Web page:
OPINION / VIEWPOINT
EU-India free trade talks ill-advised to alienate their top partner China
Published: May 09, 2021 07:23 PM
Illustration: Xia Qing

Illustration: Xia Qing

The EU and India on Saturday agreed to resume negotiations for a comprehensive Free Trade Agreement (FTA), which had been stalled since 2013, and to seek closer cooperation to combat climate change, according to Reuters. "Concerns about China bring Brussels and New Delhi closer," the report read.

The EU and India are both sending their geopolitical signals, trying to get what they need from each other. From the perspective of the EU, it is trying to promote its strategic autonomy during this pandemic. The EU launched its so-called EU Strategy for Cooperation in the Indo-Pacific in April. The EU now has two important thoughts: First, Brussels is seeking for diversified partners, which is to develop more partners in the Indo-Pacific region and strengthen cooperation with regional countries. Second, in terms of trade and industry, the EU is also emphasizing not to rely too much on certain countries.

And from India's point of view, there have been ups and downs in China-India relations in recent years. With helps from countries outside the region, New Delhi hopes to gain more "bargaining chips" against Beijing. India believes it might have some advantages over China in geopolitical terms by pursuing this course of action. Moreover, as India's economic situation seriously deteriorates due to its severe pandemic situation, it expects that the FTA negotiations with the EU can boost its confidence.

However, India's expectations may not be fully fulfilled. It will take a long time for the free trade deal to go into effect. In fact, a final agreement may be difficult to reach even within a few years. India is now suffering from a second wave of COVID-19 with lethal variants crushing national healthcare infrastructure. The EU is choosing to cooperate with India now. But this may only be a drop in a bucket for India's economic shock. In addition, neither side plays a very large role in each other's trade. It will also be hard for the EU and India to negotiate on some rules and standards, including intellectual property rights and labor standards. This will extend the time of the negotiations, and will not help India relieve short-term pressure.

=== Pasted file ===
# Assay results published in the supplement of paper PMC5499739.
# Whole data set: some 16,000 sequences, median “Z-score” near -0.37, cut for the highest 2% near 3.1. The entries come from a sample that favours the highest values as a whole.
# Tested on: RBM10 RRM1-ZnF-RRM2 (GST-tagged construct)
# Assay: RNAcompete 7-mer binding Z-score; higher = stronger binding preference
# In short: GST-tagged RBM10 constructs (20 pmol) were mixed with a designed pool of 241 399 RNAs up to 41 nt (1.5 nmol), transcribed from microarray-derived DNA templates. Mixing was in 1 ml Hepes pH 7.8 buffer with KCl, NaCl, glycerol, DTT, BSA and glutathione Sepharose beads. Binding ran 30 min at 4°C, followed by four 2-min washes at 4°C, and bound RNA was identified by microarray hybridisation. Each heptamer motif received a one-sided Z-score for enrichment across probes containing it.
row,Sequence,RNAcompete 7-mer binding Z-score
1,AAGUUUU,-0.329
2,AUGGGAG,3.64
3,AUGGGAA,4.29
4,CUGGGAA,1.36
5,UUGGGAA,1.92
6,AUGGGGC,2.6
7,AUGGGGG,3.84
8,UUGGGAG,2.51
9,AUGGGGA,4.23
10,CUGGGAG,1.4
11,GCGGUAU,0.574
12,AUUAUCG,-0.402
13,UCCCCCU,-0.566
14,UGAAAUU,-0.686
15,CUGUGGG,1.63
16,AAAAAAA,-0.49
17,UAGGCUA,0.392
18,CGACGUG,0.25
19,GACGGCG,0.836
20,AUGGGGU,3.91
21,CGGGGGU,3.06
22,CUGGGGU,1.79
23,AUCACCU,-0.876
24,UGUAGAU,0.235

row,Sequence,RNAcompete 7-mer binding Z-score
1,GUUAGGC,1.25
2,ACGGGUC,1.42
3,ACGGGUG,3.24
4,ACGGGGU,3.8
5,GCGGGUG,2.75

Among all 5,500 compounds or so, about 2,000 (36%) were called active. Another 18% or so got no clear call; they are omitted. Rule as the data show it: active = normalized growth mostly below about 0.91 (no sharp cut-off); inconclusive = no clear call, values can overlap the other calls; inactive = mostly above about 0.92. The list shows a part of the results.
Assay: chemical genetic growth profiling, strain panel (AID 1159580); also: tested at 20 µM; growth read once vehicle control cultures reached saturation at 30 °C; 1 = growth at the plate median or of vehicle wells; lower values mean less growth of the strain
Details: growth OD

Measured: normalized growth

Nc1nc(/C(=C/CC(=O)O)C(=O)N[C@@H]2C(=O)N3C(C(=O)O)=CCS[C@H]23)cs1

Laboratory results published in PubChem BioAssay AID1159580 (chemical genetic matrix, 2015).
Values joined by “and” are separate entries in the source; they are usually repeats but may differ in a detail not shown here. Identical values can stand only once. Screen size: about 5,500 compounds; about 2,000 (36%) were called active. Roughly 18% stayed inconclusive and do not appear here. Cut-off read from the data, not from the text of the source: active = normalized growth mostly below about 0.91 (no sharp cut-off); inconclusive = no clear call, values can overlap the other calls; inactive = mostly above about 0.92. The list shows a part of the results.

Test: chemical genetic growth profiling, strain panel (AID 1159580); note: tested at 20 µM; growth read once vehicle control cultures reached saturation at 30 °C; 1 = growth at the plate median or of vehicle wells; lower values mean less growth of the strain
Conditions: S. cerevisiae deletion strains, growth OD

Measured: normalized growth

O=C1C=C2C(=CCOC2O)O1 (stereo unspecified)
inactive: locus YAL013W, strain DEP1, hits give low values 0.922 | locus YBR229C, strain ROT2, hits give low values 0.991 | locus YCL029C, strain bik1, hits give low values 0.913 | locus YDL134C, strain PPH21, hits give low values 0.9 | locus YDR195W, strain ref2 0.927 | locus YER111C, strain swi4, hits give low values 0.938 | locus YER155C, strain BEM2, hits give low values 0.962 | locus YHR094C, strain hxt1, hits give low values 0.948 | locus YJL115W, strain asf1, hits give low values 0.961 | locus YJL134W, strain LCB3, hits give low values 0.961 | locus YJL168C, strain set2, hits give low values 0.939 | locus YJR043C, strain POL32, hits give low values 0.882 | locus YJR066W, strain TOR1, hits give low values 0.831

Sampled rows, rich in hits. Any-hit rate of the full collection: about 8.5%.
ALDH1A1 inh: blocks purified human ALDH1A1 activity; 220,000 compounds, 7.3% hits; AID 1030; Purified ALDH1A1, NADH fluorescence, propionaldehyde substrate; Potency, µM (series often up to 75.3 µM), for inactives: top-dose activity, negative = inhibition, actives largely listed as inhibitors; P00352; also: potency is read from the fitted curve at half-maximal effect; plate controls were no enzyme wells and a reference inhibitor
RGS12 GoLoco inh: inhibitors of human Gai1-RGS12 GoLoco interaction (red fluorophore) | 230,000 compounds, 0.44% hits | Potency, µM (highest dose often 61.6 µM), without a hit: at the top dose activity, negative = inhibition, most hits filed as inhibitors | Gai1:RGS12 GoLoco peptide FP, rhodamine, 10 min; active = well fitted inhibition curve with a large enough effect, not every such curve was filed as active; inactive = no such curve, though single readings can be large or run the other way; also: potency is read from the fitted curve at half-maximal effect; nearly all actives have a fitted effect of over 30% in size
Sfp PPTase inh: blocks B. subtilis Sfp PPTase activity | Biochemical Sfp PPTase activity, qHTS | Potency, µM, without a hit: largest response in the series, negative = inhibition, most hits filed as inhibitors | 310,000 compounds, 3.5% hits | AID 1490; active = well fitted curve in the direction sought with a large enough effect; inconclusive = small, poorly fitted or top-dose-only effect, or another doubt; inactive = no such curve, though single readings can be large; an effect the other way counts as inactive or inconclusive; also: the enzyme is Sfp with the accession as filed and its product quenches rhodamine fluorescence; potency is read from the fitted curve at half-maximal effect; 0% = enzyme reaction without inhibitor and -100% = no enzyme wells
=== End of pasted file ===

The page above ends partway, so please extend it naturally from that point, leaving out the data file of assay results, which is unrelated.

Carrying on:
The same is true for Europe. Being hit hard by the COVID-19 pandemic, European companies are now looking forward to economic recovery. However, India's market seems really limited for the EU. India is the EU's 10th largest trading partner, accounting for only 1.8 percent of the bloc's total trade in goods in 2020. 

Besides, India is not a mature industrialized country. Nor has it formed a close connection with the EU in terms of manufacturing industry, such as chemical and machinery industries. Thus, India may not provide much help for European companies' recovery and their expansion of external markets. Besides, the Modi administration is embroiled by the COVID-19 outbreak. It may be difficult for New Delhi to promote free trade talks with the EU at present in this context.  

If the EU and India's FTA talks are against China, then they are only making clear their geopolitical claims. However, this will go against their practical economic and trade interests. Beijing is the most important trading partner for both Brussels and New Delhi regarding economic complementarities and trade volumes. In 2020, China became the EU's biggest trade partner for the first time, surpassing the US. China has also regained its position as India's largest trade partner last year. Thus, if the EU and India choose to confront China jointly in terms of economy and trade for their own geopolitical interests, it will be very detrimental to the recovery of both economies. Generally, it would be a choice that has more disadvantages than advantages.

In the post-pandemic era, both Brussels and New Delhi face the challenge of how to regain economic growth. Every country should keep being open and inclusive and should adhere to free trade. This is the way for humanity to get over this crisis. If the EU and India want to create barriers in a confrontational way and to form small circles, the outcome will be no good to anyone - neither for themselves, nor for the recovery of the global economy.

The author is a research fellow with the Institute of European Studies at the China Institutes of Contemporary International Relations. opinion@globaltimes.com.cn
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